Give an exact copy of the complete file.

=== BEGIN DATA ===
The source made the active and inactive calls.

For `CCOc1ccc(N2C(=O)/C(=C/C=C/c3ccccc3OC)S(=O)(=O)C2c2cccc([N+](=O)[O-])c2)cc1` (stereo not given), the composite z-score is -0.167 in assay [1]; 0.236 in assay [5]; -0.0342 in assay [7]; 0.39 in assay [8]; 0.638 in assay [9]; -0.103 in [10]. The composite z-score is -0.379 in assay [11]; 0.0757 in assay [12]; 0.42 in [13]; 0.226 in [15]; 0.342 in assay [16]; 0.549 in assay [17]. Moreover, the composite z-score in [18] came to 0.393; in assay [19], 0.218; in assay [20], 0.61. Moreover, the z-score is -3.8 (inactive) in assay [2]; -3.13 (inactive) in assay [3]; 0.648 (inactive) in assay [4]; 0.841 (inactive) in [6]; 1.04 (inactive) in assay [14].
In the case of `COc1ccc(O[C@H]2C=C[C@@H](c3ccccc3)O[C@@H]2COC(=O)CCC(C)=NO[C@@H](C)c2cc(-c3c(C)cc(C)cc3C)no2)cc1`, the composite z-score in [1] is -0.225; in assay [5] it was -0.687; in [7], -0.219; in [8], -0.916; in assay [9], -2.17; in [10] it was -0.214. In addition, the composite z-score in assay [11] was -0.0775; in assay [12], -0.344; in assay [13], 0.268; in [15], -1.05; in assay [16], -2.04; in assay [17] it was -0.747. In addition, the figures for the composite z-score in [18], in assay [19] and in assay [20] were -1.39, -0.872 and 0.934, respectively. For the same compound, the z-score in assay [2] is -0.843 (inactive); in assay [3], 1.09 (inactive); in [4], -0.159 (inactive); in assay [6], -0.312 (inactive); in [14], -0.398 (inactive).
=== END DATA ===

The source made the active and inactive calls.

For `CCOc1ccc(N2C(=O)/C(=C/C=C/c3ccccc3OC)S(=O)(=O)C2c2cccc([N+](=O)[O-])c2)cc1` (stereo not given), the composite z-score is -0.167 in assay [1]; 0.236 in assay [5]; -0.0342 in assay [7]; 0.39 in assay [8]; 0.638 in assay [9]; -0.103 in [10]. The composite z-score is -0.379 in assay [11]; 0.0757 in assay [12]; 0.42 in [13]; 0.226 in [15]; 0.342 in assay [16]; 0.549 in assay [17]. Moreover, the composite z-score in [18] came to 0.393; in assay [19], 0.218; in assay [20], 0.61. Moreover, the z-score is -3.8 (inactive) in assay [2]; -3.13 (inactive) in assay [3]; 0.648 (inactive) in assay [4]; 0.841 (inactive) in [6]; 1.04 (inactive) in assay [14].
In the case of `COc1ccc(O[C@H]2C=C[C@@H](c3ccccc3)O[C@@H]2COC(=O)CCC(C)=NO[C@@H](C)c2cc(-c3c(C)cc(C)cc3C)no2)cc1`, the composite z-score in [1] is -0.225; in assay [5] it was -0.687; in [7], -0.219; in [8], -0.916; in assay [9], -2.17; in [10] it was -0.214. In addition, the composite z-score in assay [11] was -0.0775; in assay [12], -0.344; in assay [13], 0.268; in [15], -1.05; in assay [16], -2.04; in assay [17] it was -0.747. In addition, the figures for the composite z-score in [18], in assay [19] and in assay [20] were -1.39, -0.872 and 0.934, respectively. For the same compound, the z-score in assay [2] is -0.843 (inactive); in assay [3], 1.09 (inactive); in [4], -0.159 (inactive); in assay [6], -0.312 (inactive); in [14], -0.398 (inactive).